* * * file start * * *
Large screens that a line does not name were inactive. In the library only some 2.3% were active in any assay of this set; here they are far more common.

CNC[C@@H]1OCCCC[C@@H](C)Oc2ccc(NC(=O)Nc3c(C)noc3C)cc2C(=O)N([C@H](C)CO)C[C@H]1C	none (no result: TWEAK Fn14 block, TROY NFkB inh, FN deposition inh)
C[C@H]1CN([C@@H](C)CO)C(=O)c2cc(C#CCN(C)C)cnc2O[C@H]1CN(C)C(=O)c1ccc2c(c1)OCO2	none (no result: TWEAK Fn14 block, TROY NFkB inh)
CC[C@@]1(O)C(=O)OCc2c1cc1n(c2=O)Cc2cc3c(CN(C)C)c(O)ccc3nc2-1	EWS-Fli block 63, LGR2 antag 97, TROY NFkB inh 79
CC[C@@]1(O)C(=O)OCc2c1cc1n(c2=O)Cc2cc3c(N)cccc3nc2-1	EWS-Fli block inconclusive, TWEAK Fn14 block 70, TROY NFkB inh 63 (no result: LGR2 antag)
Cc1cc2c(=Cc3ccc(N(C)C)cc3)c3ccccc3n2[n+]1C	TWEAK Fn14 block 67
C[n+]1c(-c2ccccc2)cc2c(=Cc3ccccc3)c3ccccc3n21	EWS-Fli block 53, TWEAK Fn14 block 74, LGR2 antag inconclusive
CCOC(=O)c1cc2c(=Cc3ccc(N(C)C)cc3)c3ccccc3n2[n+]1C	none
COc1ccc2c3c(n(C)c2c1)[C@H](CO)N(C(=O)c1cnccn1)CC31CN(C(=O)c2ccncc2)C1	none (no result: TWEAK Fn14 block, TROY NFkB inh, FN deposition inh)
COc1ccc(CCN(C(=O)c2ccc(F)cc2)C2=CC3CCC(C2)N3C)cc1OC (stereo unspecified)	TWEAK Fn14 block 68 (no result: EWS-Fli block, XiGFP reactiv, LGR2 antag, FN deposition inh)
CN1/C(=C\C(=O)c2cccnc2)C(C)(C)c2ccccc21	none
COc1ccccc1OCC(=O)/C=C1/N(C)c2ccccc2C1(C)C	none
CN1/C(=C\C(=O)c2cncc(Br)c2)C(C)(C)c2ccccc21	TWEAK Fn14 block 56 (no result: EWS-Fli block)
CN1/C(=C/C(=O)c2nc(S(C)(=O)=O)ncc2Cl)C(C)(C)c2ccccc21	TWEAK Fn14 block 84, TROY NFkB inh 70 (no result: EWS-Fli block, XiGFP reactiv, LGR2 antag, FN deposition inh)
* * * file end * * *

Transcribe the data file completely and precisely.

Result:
Large screens that a line does not name were inactive. In the library only some 2.3% were active in any assay of this set; here they are far more common.

CNC[C@@H]1OCCCC[C@@H](C)Oc2ccc(NC(=O)Nc3c(C)noc3C)cc2C(=O)N([C@H](C)CO)C[C@H]1C	none (no result: TWEAK Fn14 block, TROY NFkB inh, FN deposition inh)
C[C@H]1CN([C@@H](C)CO)C(=O)c2cc(C#CCN(C)C)cnc2O[C@H]1CN(C)C(=O)c1ccc2c(c1)OCO2	none (no result: TWEAK Fn14 block, TROY NFkB inh)
CC[C@@]1(O)C(=O)OCc2c1cc1n(c2=O)Cc2cc3c(CN(C)C)c(O)ccc3nc2-1	EWS-Fli block 63, LGR2 antag 97, TROY NFkB inh 79
CC[C@@]1(O)C(=O)OCc2c1cc1n(c2=O)Cc2cc3c(N)cccc3nc2-1	EWS-Fli block inconclusive, TWEAK Fn14 block 70, TROY NFkB inh 63 (no result: LGR2 antag)
Cc1cc2c(=Cc3ccc(N(C)C)cc3)c3ccccc3n2[n+]1C	TWEAK Fn14 block 67
C[n+]1c(-c2ccccc2)cc2c(=Cc3ccccc3)c3ccccc3n21	EWS-Fli block 53, TWEAK Fn14 block 74, LGR2 antag inconclusive
CCOC(=O)c1cc2c(=Cc3ccc(N(C)C)cc3)c3ccccc3n2[n+]1C	none
COc1ccc2c3c(n(C)c2c1)[C@H](CO)N(C(=O)c1cnccn1)CC31CN(C(=O)c2ccncc2)C1	none (no result: TWEAK Fn14 block, TROY NFkB inh, FN deposition inh)
COc1ccc(CCN(C(=O)c2ccc(F)cc2)C2=CC3CCC(C2)N3C)cc1OC (stereo unspecified)	TWEAK Fn14 block 68 (no result: EWS-Fli block, XiGFP reactiv, LGR2 antag, FN deposition inh)
CN1/C(=C\C(=O)c2cccnc2)C(C)(C)c2ccccc21	none
COc1ccccc1OCC(=O)/C=C1/N(C)c2ccccc2C1(C)C	none
CN1/C(=C\C(=O)c2cncc(Br)c2)C(C)(C)c2ccccc21	TWEAK Fn14 block 56 (no result: EWS-Fli block)
CN1/C(=C/C(=O)c2nc(S(C)(=O)=O)ncc2Cl)C(C)(C)c2ccccc21	TWEAK Fn14 block 84, TROY NFkB inh 70 (no result: EWS-Fli block, XiGFP reactiv, LGR2 antag, FN deposition inh)